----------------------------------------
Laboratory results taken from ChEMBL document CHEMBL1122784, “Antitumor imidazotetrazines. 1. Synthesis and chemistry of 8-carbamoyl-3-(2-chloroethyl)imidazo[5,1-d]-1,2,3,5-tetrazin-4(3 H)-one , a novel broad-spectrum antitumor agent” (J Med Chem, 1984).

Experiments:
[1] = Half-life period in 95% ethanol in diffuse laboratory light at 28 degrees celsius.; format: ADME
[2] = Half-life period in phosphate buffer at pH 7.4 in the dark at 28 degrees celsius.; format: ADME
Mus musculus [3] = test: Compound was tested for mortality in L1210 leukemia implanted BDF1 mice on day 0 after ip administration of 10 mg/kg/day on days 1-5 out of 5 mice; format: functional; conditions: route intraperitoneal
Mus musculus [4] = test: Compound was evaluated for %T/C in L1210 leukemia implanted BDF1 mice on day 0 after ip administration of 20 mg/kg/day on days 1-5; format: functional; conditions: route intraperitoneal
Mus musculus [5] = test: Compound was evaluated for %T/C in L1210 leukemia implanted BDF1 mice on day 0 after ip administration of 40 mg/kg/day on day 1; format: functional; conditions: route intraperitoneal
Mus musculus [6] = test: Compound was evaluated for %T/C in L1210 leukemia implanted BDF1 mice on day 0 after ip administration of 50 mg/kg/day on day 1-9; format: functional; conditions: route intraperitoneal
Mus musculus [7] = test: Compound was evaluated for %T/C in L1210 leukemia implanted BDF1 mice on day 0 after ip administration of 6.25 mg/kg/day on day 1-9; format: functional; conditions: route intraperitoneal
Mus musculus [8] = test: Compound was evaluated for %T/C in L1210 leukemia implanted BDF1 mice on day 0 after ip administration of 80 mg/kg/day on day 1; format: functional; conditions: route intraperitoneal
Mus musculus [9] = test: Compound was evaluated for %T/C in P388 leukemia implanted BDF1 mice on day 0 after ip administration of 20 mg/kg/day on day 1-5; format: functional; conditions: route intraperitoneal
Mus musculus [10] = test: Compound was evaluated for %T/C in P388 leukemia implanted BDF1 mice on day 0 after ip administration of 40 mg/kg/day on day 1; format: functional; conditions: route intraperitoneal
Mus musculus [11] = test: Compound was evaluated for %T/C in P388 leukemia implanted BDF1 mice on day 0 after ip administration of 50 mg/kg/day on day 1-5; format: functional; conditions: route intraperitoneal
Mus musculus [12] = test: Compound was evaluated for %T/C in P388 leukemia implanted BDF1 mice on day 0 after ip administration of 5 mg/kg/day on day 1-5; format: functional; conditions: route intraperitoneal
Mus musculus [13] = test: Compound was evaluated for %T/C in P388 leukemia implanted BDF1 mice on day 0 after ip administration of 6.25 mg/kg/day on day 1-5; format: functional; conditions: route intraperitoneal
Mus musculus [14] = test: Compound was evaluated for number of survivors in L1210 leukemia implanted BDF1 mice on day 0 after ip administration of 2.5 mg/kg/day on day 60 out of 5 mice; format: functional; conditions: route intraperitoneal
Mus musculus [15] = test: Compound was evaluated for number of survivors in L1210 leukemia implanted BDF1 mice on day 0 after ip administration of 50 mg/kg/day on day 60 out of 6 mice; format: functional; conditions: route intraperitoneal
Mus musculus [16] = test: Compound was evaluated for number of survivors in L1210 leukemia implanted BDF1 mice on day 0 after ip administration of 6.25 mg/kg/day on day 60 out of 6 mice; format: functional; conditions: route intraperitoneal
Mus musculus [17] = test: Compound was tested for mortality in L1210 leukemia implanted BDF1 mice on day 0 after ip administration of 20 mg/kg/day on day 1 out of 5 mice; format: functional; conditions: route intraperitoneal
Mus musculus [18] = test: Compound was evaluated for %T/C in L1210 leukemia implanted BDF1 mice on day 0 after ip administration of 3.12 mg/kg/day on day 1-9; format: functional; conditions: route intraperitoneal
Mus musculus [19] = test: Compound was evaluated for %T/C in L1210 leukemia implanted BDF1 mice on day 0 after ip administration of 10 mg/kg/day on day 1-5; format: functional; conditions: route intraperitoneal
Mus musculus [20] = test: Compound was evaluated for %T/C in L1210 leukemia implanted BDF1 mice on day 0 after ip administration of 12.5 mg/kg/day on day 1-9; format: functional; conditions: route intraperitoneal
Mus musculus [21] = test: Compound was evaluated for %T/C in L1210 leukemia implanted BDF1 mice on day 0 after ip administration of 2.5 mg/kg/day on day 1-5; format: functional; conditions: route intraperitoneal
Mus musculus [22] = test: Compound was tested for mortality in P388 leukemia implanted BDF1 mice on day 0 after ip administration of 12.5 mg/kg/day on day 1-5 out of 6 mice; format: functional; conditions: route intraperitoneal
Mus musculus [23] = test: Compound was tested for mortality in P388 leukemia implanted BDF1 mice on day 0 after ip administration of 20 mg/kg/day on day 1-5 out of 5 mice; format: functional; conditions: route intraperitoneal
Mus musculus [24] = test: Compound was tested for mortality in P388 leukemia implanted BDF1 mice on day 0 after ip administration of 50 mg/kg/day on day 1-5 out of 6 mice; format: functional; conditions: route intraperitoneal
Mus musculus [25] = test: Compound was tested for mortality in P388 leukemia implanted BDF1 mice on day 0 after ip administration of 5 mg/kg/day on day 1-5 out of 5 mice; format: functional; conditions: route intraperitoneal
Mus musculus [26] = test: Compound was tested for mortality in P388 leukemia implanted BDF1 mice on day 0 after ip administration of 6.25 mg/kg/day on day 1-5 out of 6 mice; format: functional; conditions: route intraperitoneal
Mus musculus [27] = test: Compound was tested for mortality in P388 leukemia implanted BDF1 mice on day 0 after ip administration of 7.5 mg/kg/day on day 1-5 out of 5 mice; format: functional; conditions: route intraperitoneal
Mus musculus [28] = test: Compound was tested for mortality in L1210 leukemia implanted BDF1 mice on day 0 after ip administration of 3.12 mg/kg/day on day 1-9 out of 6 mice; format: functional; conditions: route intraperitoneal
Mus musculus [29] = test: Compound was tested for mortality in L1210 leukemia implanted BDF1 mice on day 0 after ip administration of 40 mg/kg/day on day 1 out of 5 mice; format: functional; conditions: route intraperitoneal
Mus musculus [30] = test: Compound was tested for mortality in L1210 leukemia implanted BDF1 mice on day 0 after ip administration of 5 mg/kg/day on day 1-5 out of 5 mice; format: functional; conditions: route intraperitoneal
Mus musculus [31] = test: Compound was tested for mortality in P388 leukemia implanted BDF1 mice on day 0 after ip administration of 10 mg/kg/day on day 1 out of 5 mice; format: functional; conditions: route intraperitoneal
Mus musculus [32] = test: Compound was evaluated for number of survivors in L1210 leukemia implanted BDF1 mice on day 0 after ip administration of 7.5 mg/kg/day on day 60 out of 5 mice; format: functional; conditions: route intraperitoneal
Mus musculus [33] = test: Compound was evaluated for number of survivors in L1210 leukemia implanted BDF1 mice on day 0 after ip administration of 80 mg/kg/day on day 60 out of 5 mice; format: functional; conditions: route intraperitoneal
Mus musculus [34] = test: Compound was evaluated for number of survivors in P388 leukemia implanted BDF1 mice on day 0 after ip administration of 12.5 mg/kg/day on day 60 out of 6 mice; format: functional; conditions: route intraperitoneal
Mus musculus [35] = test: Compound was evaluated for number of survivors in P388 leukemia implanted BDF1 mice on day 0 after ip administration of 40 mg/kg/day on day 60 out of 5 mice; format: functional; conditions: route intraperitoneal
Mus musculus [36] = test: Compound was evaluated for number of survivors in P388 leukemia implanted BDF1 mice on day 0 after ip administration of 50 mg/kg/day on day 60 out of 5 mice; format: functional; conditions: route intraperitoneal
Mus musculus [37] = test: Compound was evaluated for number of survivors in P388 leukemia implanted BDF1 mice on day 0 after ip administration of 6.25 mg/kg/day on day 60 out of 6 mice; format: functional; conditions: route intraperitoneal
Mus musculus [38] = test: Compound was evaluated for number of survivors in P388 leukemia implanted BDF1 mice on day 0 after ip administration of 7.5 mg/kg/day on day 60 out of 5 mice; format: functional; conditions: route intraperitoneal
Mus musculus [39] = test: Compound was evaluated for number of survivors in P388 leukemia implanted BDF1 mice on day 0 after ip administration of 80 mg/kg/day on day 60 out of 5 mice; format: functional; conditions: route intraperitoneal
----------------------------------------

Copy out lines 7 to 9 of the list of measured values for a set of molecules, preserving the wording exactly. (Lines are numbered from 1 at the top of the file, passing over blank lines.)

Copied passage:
Mus musculus [5] = test: Compound was evaluated for %T/C in L1210 leukemia implanted BDF1 mice on day 0 after ip administration of 40 mg/kg/day on day 1; format: functional; conditions: route intraperitoneal
Mus musculus [6] = test: Compound was evaluated for %T/C in L1210 leukemia implanted BDF1 mice on day 0 after ip administration of 50 mg/kg/day on day 1-9; format: functional; conditions: route intraperitoneal
Mus musculus [7] = test: Compound was evaluated for %T/C in L1210 leukemia implanted BDF1 mice on day 0 after ip administration of 6.25 mg/kg/day on day 1-9; format: functional; conditions: route intraperitoneal